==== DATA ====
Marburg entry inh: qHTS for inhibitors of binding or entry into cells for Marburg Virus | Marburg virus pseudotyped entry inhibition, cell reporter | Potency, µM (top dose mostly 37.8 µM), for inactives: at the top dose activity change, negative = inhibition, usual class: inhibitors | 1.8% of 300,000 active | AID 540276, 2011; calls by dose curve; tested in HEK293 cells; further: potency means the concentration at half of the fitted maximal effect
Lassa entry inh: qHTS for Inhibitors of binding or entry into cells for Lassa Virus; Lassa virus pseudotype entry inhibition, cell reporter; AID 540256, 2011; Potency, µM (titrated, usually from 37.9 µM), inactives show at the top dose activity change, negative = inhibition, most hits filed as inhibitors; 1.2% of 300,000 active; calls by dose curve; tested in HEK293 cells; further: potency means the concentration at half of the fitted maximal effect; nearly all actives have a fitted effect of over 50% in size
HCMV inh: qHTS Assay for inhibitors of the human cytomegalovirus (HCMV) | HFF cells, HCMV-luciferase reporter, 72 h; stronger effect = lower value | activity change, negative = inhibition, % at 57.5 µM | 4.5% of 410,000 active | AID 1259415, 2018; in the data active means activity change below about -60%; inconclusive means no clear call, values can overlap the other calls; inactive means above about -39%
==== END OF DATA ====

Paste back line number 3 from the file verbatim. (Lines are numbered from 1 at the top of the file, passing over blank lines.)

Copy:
HCMV inh: qHTS Assay for inhibitors of the human cytomegalovirus (HCMV) | HFF cells, HCMV-luciferase reporter, 72 h; stronger effect = lower value | activity change, negative = inhibition, % at 57.5 µM | 4.5% of 410,000 active | AID 1259415, 2018; in the data active means activity change below about -60%; inconclusive means no clear call, values can overlap the other calls; inactive means above about -39%